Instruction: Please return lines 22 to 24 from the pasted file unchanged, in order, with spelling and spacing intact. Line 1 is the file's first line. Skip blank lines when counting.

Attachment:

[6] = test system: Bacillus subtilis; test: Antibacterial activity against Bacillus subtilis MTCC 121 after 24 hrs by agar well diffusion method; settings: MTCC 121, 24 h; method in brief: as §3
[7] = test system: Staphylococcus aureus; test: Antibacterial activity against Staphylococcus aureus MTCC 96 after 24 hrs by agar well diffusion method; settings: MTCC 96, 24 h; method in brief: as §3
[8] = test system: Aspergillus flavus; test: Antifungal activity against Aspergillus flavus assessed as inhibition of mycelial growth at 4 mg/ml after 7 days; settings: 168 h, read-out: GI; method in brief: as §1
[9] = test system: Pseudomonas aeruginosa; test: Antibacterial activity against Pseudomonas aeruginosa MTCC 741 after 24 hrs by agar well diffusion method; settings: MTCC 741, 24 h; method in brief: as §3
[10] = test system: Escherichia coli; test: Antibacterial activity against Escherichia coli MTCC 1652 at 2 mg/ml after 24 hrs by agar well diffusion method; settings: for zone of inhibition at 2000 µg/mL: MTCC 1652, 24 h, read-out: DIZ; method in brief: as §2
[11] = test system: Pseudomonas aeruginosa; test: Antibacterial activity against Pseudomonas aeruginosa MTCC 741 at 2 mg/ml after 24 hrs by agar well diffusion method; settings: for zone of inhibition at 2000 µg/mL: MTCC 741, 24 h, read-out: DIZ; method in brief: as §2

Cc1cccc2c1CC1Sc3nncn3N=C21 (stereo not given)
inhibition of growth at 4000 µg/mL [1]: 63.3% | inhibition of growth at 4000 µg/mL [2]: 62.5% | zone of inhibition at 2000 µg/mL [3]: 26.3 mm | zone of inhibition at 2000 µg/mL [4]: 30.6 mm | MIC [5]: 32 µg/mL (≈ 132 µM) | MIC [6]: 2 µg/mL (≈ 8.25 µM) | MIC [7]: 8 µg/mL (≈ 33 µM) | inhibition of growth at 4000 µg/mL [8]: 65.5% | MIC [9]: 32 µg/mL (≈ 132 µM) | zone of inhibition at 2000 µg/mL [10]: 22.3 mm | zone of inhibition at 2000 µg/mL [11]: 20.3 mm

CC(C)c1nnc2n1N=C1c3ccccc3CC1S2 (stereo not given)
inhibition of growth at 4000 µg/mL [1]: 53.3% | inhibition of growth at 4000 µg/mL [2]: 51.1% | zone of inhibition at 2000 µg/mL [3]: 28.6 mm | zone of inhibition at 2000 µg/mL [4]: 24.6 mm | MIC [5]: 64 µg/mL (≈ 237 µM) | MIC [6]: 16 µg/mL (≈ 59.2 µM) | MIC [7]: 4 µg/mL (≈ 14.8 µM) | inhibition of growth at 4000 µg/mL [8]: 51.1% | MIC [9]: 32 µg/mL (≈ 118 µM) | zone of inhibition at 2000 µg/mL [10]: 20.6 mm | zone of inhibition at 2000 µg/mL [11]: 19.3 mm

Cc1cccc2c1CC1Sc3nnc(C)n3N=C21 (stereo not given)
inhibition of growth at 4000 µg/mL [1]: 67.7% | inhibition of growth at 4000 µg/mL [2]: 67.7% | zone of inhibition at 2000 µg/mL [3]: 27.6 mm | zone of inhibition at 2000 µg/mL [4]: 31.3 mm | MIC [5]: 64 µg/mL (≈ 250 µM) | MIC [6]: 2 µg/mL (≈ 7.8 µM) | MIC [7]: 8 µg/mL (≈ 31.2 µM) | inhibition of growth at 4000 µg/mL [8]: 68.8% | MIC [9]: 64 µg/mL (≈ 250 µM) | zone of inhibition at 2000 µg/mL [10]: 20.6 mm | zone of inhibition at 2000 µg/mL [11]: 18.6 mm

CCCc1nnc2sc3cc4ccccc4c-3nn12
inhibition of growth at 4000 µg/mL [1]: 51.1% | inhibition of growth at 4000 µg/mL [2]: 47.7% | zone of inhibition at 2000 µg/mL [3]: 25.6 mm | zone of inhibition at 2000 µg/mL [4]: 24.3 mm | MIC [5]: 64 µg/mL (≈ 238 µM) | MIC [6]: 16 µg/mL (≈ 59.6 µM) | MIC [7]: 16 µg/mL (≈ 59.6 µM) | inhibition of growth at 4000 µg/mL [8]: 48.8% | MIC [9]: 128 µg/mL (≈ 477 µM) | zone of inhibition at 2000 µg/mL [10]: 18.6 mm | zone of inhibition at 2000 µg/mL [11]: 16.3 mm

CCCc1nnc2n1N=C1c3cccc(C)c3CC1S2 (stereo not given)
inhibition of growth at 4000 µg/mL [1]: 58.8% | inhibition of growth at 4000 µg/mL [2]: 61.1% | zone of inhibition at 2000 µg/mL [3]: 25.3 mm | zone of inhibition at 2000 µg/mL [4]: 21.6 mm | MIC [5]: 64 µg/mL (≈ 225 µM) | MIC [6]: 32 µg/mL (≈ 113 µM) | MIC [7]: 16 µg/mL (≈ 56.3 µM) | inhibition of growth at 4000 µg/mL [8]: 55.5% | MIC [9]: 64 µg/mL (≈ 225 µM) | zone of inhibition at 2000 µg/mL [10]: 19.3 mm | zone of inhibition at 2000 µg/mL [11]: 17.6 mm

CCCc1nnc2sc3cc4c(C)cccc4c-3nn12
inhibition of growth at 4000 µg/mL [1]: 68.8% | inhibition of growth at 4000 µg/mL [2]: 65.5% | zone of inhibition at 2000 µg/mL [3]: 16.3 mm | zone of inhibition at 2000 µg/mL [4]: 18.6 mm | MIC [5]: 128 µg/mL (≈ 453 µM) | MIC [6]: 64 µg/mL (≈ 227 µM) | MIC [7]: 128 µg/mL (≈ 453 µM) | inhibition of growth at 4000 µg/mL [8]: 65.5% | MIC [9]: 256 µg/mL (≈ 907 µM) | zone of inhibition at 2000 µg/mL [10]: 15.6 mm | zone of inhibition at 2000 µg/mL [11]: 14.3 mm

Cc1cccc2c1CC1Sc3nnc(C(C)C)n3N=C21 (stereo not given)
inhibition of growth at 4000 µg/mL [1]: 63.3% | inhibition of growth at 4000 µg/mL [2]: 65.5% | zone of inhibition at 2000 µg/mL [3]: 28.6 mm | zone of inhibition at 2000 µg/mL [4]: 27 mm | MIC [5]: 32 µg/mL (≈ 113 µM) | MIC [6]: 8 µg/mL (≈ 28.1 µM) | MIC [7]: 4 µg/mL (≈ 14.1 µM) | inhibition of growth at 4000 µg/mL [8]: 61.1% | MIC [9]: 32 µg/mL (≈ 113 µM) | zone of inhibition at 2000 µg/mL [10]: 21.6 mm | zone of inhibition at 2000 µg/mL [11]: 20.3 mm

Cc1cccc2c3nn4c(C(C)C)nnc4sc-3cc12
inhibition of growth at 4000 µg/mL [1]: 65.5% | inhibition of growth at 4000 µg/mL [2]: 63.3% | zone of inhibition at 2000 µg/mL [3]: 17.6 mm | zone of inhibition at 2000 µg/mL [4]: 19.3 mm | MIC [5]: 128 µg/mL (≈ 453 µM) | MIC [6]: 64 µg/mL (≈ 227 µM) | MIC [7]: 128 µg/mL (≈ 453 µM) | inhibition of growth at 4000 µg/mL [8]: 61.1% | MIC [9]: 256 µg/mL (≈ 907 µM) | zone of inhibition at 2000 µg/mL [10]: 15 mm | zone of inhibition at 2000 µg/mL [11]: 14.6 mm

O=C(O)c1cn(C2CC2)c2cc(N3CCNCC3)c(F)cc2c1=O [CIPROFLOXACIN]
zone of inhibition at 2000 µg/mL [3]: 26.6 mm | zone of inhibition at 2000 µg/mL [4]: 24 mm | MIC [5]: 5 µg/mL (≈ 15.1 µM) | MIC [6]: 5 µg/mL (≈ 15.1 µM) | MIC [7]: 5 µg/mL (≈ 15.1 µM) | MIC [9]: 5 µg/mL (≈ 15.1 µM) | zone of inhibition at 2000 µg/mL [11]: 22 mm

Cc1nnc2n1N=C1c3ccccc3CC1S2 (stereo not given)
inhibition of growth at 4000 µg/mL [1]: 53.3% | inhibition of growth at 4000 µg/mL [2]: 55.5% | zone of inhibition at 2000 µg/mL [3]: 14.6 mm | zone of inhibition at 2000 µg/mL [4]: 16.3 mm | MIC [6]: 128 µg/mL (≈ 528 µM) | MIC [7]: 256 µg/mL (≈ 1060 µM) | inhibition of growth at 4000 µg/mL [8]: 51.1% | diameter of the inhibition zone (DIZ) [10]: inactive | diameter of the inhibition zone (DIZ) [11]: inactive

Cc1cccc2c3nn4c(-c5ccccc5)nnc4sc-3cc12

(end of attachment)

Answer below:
inhibition of growth at 4000 µg/mL [1]: 65.5% | inhibition of growth at 4000 µg/mL [2]: 63.3% | zone of inhibition at 2000 µg/mL [3]: 17.6 mm | zone of inhibition at 2000 µg/mL [4]: 19.3 mm | MIC [5]: 128 µg/mL (≈ 453 µM) | MIC [6]: 64 µg/mL (≈ 227 µM) | MIC [7]: 128 µg/mL (≈ 453 µM) | inhibition of growth at 4000 µg/mL [8]: 61.1% | MIC [9]: 256 µg/mL (≈ 907 µM) | zone of inhibition at 2000 µg/mL [10]: 15 mm | zone of inhibition at 2000 µg/mL [11]: 14.6 mm

O=C(O)c1cn(C2CC2)c2cc(N3CCNCC3)c(F)cc2c1=O [CIPROFLOXACIN]
zone of inhibition at 2000 µg/mL [3]: 26.6 mm | zone of inhibition at 2000 µg/mL [4]: 24 mm | MIC [5]: 5 µg/mL (≈ 15.1 µM) | MIC [6]: 5 µg/mL (≈ 15.1 µM) | MIC [7]: 5 µg/mL (≈ 15.1 µM) | MIC [9]: 5 µg/mL (≈ 15.1 µM) | zone of inhibition at 2000 µg/mL [11]: 22 mm